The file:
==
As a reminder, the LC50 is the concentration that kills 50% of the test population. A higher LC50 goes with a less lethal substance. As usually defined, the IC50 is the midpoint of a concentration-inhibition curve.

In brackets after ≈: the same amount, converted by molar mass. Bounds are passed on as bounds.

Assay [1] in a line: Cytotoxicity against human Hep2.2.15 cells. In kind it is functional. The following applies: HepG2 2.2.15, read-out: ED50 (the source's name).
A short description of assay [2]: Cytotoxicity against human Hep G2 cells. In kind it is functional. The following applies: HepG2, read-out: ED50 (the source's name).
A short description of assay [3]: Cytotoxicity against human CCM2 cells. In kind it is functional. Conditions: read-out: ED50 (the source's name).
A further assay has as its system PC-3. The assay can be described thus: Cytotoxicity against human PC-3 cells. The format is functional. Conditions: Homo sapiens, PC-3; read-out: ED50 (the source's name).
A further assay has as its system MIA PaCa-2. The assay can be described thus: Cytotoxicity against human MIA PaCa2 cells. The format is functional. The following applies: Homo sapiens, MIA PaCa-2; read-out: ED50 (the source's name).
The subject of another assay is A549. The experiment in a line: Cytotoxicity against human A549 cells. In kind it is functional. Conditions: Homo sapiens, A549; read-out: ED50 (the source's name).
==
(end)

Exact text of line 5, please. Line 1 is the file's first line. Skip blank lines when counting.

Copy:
A short description of assay [3]: Cytotoxicity against human CCM2 cells. In kind it is functional. Conditions: read-out: ED50 (the source's name).